Last edited by dolmod; 02-02-2011, 04:09 AM.

    Leave a comment:


  • Chul3l3ies1126
    replied
    I gave you an answer in the other thread.

    Leave a comment:


  • CMCJUNDERWOOD
    replied
    where do people go who cannot afford $1000?

    Leave a comment:


  • Carolyn
    replied
    Good post...........I appreciate putting what you learned into action by trying to inform others of how to do proper research.

    You will be blessed a second time with another beautiful pup that will warm your hearts and home with its love and devotion.
    Good luck in your search........

    Leave a comment:


  • dolmod
    replied
    breeder referrals are not permitted on the forums. Reputation is subjective. DOL is an educational forum. That being said, please read through the "puppy buying" links on our forum homepage. Refer to the GDCA Breeders list, and ask for referrals from the local dane rescue.

    Leave a comment:


  • novacrew
    replied
    Great thread. Thought I'd add my two cents.

    We looked for our Dane for over 6 months and spoke with probably 6 local breeders. One of them strongly recommended a breeder with 20-30 years of Dane experience who was also a judge in the Dane world. I took their advice but didn't do my homework. We went to visit and our puppy fell in love with us and vice versa. Seven months later, he died in his sleep from probably a genetic heart problem (but we'll never know for sure). I won't get into that bc I've written at length about it in the Health Forum, but what I will say is that after his death I did the research I should have done BEFORE we even contacted that breeder. First thing I did a few weeks after he died was to look up my breeder on offa.org and what did I find? Almost nothing for a breeder that has champions coming out of his ears! Seems there are some old-timer breeders that have solid reputations but don't believe in health testing. It was shocking, but it got worse the more I learned. Had I known any of this, I never would have even called that breeder. Here are some learnings that I didn't see in the thread (but could have missed):

    1. When visiting breeders, DON'T take your kids unless you are fairly certain that it is "the one"
    2. Spend lots, and I mean lots, of time on offa.org researching the dogs of the breeders you are considering. Look at "vertical pedigrees" and research all of the relatives. Learn what the different classifications mean. If your breeder is supposedly big-time but doesn't have much on offa.org - BEWARE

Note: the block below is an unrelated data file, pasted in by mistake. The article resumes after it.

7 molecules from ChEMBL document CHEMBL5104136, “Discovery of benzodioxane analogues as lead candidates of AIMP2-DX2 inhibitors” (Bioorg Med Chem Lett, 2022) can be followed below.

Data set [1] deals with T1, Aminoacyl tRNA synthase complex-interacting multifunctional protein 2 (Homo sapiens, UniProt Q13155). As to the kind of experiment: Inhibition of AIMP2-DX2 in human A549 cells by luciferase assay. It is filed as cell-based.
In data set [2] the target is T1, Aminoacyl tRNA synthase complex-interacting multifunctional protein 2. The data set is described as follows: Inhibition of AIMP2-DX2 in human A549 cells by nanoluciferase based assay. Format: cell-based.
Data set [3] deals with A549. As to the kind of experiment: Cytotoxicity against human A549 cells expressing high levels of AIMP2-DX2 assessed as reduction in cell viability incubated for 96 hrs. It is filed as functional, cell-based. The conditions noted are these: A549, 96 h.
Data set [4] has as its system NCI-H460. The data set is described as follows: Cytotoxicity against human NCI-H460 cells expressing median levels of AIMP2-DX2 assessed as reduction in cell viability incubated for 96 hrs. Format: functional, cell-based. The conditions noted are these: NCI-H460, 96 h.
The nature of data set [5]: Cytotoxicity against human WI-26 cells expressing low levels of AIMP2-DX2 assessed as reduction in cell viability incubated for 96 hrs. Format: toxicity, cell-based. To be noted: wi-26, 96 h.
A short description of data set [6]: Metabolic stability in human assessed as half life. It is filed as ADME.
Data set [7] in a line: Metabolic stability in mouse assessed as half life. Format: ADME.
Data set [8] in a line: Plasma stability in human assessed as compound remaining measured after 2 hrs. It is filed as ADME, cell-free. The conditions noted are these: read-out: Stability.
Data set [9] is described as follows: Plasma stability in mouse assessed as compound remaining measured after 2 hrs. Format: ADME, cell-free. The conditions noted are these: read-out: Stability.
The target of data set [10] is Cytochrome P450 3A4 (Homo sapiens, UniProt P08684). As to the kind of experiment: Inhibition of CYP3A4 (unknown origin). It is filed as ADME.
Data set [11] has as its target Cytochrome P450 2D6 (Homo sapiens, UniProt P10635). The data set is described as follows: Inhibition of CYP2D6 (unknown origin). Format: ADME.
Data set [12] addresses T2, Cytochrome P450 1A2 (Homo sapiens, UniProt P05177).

3. Ask to see the contract before you make any decisions. Demand a health guarantee for at least a year that allows for your choice of either another puppy or a full refund if the unforseen genetic problem happens.
    4. Be aware of your state's Puppy Lemon Laws. I've learned each state is very different. Make sure that your contract gives you more protection than the law does.
    5. Although referrals from reputable breeders are to be treasured, they should just be one data point.

    We are heartbroken over our loss, but the research for another pup has already begun bc I am allowing a year to do this right the second time.

    Paul, any chance we could get a "breeder referral" thread going? We're also considering a Doberman, and I found their breeder referral very helpful. If one already exists, my apologies, I'm new to DOL.

    Leave a comment:


  • Shotah
    replied
    I'm so glad to see that this thread is alive again! I'd like to add a post from a rescue perspective. (Granted, my rescue experience is with wolfdogs, not Danes, but I think it applies).

    There are 3 major reasons that any animal ends up in rescue.
    1. "He isn't what I thought he'd be!" BYB's (and even some "reputable" ones) will glorify their dogs to no end. They won't tell you what the real problems can be, either because they want your check or because they're too blind to see any faults. Case in point: lots of people get wolfdogs because bybs say they'll be good guard dogs. LIES. WDs are SHY--and the more you try to "toughen them up" the more unstable you make them. I'm new to Danes, but I'm sure there are people out there that sell on the point of "guard dogs."